Washington National Cathedral Takes a Striking Leap Forward

“The MultiDyne systems and the fiber core changed everything,” said Echave. “We now have fiber running underneath the nave and up to our three balconies.—Wed 10, 2020—

October 2020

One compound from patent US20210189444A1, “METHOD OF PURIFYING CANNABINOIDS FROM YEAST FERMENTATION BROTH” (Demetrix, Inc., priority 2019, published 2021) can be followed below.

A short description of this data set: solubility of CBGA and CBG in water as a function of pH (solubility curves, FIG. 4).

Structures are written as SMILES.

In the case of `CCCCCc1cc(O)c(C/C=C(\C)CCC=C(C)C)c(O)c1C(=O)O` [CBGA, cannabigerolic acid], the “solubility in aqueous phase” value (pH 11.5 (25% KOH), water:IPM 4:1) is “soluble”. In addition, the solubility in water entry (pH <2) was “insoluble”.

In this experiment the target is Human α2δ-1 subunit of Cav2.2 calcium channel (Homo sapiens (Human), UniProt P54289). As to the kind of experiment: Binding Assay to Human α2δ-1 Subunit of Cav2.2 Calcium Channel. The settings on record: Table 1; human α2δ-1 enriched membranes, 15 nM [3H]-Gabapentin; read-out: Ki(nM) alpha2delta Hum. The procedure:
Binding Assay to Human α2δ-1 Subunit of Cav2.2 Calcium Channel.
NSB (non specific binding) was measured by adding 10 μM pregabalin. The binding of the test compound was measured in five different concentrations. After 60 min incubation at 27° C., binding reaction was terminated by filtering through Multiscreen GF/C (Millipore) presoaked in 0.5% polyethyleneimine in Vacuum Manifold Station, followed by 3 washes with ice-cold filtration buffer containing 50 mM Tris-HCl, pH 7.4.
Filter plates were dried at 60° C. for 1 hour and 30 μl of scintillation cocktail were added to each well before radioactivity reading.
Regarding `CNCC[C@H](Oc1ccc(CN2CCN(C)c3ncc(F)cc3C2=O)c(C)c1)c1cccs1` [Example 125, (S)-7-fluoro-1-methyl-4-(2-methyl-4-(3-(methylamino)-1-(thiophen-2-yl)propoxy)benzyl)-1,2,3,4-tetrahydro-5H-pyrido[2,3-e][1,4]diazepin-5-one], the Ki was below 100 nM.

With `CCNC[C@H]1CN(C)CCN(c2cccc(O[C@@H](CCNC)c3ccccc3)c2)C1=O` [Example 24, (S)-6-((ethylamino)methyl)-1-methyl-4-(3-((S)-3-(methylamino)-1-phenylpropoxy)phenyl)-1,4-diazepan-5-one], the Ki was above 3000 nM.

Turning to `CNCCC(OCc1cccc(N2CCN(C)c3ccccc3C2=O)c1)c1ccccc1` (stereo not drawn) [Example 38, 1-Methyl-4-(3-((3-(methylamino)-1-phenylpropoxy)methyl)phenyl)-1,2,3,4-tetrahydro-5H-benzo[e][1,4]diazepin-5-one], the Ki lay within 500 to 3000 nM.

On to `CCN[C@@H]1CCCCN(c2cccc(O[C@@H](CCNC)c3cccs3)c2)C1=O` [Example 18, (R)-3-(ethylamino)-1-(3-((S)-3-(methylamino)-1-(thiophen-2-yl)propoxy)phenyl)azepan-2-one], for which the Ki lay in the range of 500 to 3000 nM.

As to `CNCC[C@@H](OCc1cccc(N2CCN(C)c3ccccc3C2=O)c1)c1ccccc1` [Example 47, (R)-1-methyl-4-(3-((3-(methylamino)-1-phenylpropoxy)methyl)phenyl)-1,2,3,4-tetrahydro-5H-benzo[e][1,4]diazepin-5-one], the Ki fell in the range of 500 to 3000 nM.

Washington National Cathedral Takes a Striking Leap Forward Diversified guides one of the world’s best-known cathedrals through an analog to full HD-capable transition, amplified through a new fiber backbone and live streaming architecture Brian Galante Worship facilities of all faiths and sizes are breaking new ground with technology in an effort to reach congregants. While most of these COVID-era efforts emphasize streaming infrastructure, others are taking time to modernize AV and broadcast systems inside the sanctuary. The famous Washington National Cathedral in the heart of Washington, D.C. is among those doing both. The sixth largest cathedral in the world, the Washington National Cathedral’s location and stunning neo-gothic architecture offers an inviting atmosphere for worship services, visitor tours and special events. In addition to privately booked events, the Cathedral has historically hosted presidential funerals and even interments; U.S. President Woodrow Wilson and Helen Keller are among the 220 burials there. The sheer diversity of services and events, along with the unusual dimensions and architectural design, created a natural need for audio-visual systems many years ago, according to chief communications officer, Kevin Eckstrom. “The interior is roughly one-tenth of a mile long from the entrance through to the high altar at the rear of the building,” said Eckstrom. “That distance, along with the gothic architecture, creates a number of blind spots and challenging sightlines.” The staff at the time – Eckstrom believes the 1990s – brought in broadcast-quality cameras and IMAG screens to solve these problems. Additional equipment was added in the early 2000s to record and release services on video. The system was gradually expanded from there, which eventually established a full mostly analog, standard-definition (SD) infrastructure. These upgrades included an eventual (and modest) streaming element to reach congregants – and, given the Cathedral’s stature, viewers around the world – that were unable to attend services and public events. Technology evolves quickly however, especially in the broadcast and AV universe. It wasn’t long before the system faded toward antiquity. “This was a hodge-podge system built over time and always at risk of failure,” said Eckstrom. “We still had a VCR in our workflow not long ago, and literally had duct tape and paper clips holding components together. It worked, but it was far from reliable.” “It was time for a substantial change,” he continued. “The pandemic that forced our doors closed also accelerated our upgrade. We are now capable of streaming HD content with a robust streaming system, along with a 4K foundation.” Eckstrom notes that there are tens of thousands of people across the country that now look to Washington National Cathedral as their church, because their churches are closed. “We can record and stream our services in HD, and show every spectacular inch of the Cathedral,” he said. “The updated technology in the sanctuary complements the architecture for the first time, and we can really create a world-class experience. The fact that we can do that at this moment is truly critical given what the cathedral has become to so many since the pandemic began.” Fresh Foundation With a complete rip and replace in order, the leadership looked to an outside technology solutions provider for help. Diversified was soon brought in to assist with specification, design and installation, working closely with the Washington National Cathedral’s technical staff led by director of video services, Matt Echave. “We moved from eight SD cameras to 12 HD cameras, two of which are on tripods and can move anywhere in the building,” said Echave. “Along with those video upgrades came a new fiber infrastructure that, frankly, makes everything we can do now possible.” The old SD infrastructure relied on all triax and coax connectivity, which Echave dryly described as “limiting.” This connectivity would be used for fixed camera shots during Sunday services – Echave would typically serve as director, calling camera shots using walkie talkies – as well as for special events. “The broadcast networks would come in for presidential funerals and build out their video systems,” he said. “We would also film certain events ourselves with our own equipment, one of which was President Obama’s inaugural prayer services. Let’s just say that filming an event of that magnitude in SD was not ideal.” All of these are now in the past thanks to the professional work of Diversified, a technology solutions provider equally skilled in broadcast and AV projects, making them a perfect fit to modernize Washington National Cathedral’s infrastructure and workflow. Light Speed Ahead When Justin King first stepped foot in the Cathedral, he knew there was some serious work to be done. “What stuck out to me was that it was a difficult system to connect to, which is a problem given how many outside teams come in for productions,” said King, who serves as design engineer for Diversified’s Media and Entertainment specialty. “Instead of tapping into the existing monitors, these production teams would rent HD displays. So, we came in with a plan to overhaul the entire system.” That started with the fiber infrastructure, which was a lengthy process given the Cathedral’s architectural design. “Some of these cable runs were north of 700 feet long, which worked for analog signals but would not work for HD,” said King. “Those cables were permanently installed underneath the flooring and down into what they call the sub-crypt, and then back up through the floor to the monitors. It took months to convert that infrastructure to fiber; once that was done, we started building out the racks and then the control room, and slowly cut over to the new system.” King elected for a single-mode fiber infrastructure, using Neutrik opticalCON DUO cables and connectors at the core. A variety of MultiDyne’s fiber optic systems bring the video systems to life, including POV signal extenders, openGear® signal distribution modules, and portable power supplies. “The MultiDyne systems and the fiber core changed everything,” said Echave. “We now have fiber running underneath the nave and up to our three balconies. Both our own technical staff and outside production companies can connect to the existing monitors now using a special encoding system that was added. I can move our portable Sony cameras and MultiDyne fiber transport bricks around, and power signals over Ethernet back to the control room or the to the IMAG screens. There is fiber running everywhere now.” Robust Capacity As is increasingly typical, much of the system is IP-enabled. The original specification from Diversified called for a closed network with a Cisco 550X Series switch. However, the Cathedral’s IT team had other ideas. “The IT team requested that we uplink the network switch to their corporate network, so we relied on them to specify the switch,” said King. “They ultimately gave us our own VLAN, and we crossed over some of the AV traffic, most notably from the streaming devices, to their main network. We established that connectivity via a fiber tie-line from our switch.” The adjusted network specification ultimately included two switches, including the original Cisco switch. “We kept the Cisco for the fiber-based IP Infrastructure, because the IMAG monitor system powered by AMX’s low-latency video over IP system in the nave now connects over fiber, and are all IP-capable,” said King. “We added an HP Aruba 2930F Series Ethernet copper network switch to connect to the corporate network, which allowed us to stream video to other areas in the facility that we couldn’t get our fiber infrastructure cabling to easily.” In addition to the monitors, any of the 10 Sony PTZ cameras mounted on the nave can be patched off the fiber infrastructure. There are six strands of fiber in each jacket, with one cable pulled to each dedicated floor box. From there, they are split out to the Fiber OpticalCON DUO connectors. “There are 10 main floor boxes throughout the nave floor, with additional breakout panels in the balconies, galleries, and organ areas; each of which have three opticalCON DUO connectors,” said King. “They can patch a camera or a monitor from any location, and there are backup fiber connections available in the event one fails. The Neutrik connectors are pricey, but extremely durable. They reliably carry the power to the MultiDyne VB-3800 Series signal extenders at the cameras, which are powered remotely.” An added benefit of this strategy is that it eliminated the need to pull individual cables in the sub-crypt area underneath the floor. “These are very tight spaces, and we wanted to make one pull and move on,” said King. “Those connectors give us the ability to transport the power along with the fiber cable, all in one cable.” Diversified went with 12 Sony BRC-H800 HD PTZ cameras, 10 of which are in fixed positions and two of which are portable on tripods. These cameras were partially selected for their low profile. “The older cameras were just hanging there in plain sight, and it was a distraction when walking into the nave,” said King. “We installed Sony BRC-H800 cameras in strategic locations with the goal of blending into the Cathedral’s architecture. We ordered them in appropriate colors and, where needed, sent the cameras to a vinyl wrap shop to best achieve the goal. Diversified even wrapped any exposed cables in a material and color that matches the limestone and the columns.” The result – nothing sticks out as something that was not originally meant to be there. All the cameras are remotely controlled over IP from the control room, with two camera control positions adjacent to the production switcher. Echave often handles camera control using one of the two Sony RM-IP500 control panels, which have joysticks, zoom toggles and all other features required for PTZ camera control. “For more intensive productions, we will use both control stations – myself for cameras one through six, and a colleague for cameras seven through twelve,” said Echave. “I can control which cameras are considered premium for the event, using a companion Ross Ultracore RCP-QE16 remote control panel. These are installed right below the Sony PTZ controllers.” Each camera has a dedicated MultiDyne VB Series fiber transport throwdown. MultiDyne VB-3842 devices are used for the PTZ cameras, and VB-3812 devices for the two portable BRC-H800 cameras. With the single-cable architecture in place, the MultiDyne VB “Build a Box” solutions take a full complement of camera signals (including HD video, power, and Ethernet control) for transport to the control room and/or the IMAG screens. The signals are then broken out by MultiDyne OG-3608 openGear modules populated within the openGear frame. “The VB throwdowns are the modular units that handle the optic transmission, and the OG-3608 openGear cards in the frame move the video into the Ross Carbonite Ultra production switcher,” said King. “That’s where operators insert the network control over IP back to the cameras, along with the 48V camera power sourced through the MultiDyne Juice 48 devices.” Production Advances The control room sits adjacent to the sanctuary on the second floor, along with the technical core. All systems inside the control room and sanctuary are patched into the central equipment rack, which houses the network switches, the MultiDyne receivers, and additional processing and power conditioning equipment. While the original specification included a new rack, the Diversified team made an interesting discovery on-site that helped to leverage an existing investment. “The IT team had just stripped a couple of fairly new equipment racks that they were ready to throw away,” said King. “We were able to salvage those and populate them with new equipment, which reduced some equipment expenses for the customer.” In addition to the technical core, a second rack was built out for the streaming architecture. Video signals are produced using a Ross Carbonite Ultra production switcher, with audio coming in from an existing front of house mixer. A Yamaha TF1 mixer was added to the control room for sweetening, as needed. “Because of cabling limitations, the existing overhead microphones (AKG C451 and Schoeps condenser mics) in the sanctuary generally hit the control room first,” said King. “We set up the control room mixer to feed those microphones back to the front of house through an auxiliary output. The front of house operator mixes that audio into their audio mix, and then they feed that audio back to us. That audio is then tracked along with the video which streams to the Cathedral’s YouTube and Facebook Live streams.” All video and audio is managed through a Ross Ultrix 64x64 house router, currently populated to 48x48. That provides room for an additional 16 inputs and 16 outputs to accommodate future growth. Expansion is likely since most of the system is 4K-capable. “Most all of the equipment selected, as well as the fiber infrastructure, is 4K-capable,” said King. “The biggest change we would need to make is to purchase a 4K license for the Carbonite Ultra switcher and upgrade the cameras.” Viewer Response The streaming devices sit on a shelf above the switcher, according to King. Whereas the previous streaming architecture simply fed an analog signal to a video card in a PC, the recent upgrade brings in professional streaming encoders from Aja. The system includes two Aja HELO encoders, with one streaming to YouTube and the other to Facebook. “Right before they start a production, the technician running the switcher can just reach up and hit the encoding button on each unit to start the streaming process,” said King. “These are simple throwdown units that take in and encode the video and audio signals for the live streams.” The improvements have clearly been noticed. Eckstrom notes that their YouTube audience has “doubled in the first three months,” while Echave points to a specific service that proves the value and importance of making their services available. “We went from an audience of 1,000 or less to nearly 100,000 on Easter Sunday,” he said. “Our motivation through this pandemic has been to provide relief and comfort for people who want to go to church, but simply cannot. The work has been worth it. The quality of the productions and the reliability of the streams are far improved, and people are watching.” And while Eckstrom confirms that YouTube is still the more widely viewed platform for their services, the expansion to Facebook Live has opened a new audience. They have since added live captions to the streams to serve hard-of-hearing viewers. “We simply didn’t have the computers or the proper technology to serve that audience before,” said Eckstom. “We want to ensure that everyone joining us online can see the names of the preachers and the lyrics of the hymns, while also enjoying a high-quality live stream. We want to make this as close to the experience of attending an in-person service as possible. This new infrastructure helps us produce that robust digital experience that audiences expect and enjoy.” This article can be viewed in the November - December 2020 issue of Worship AVL https://issuu.com/blankcanvaspublishing/docs/worship_avl_november_december_2020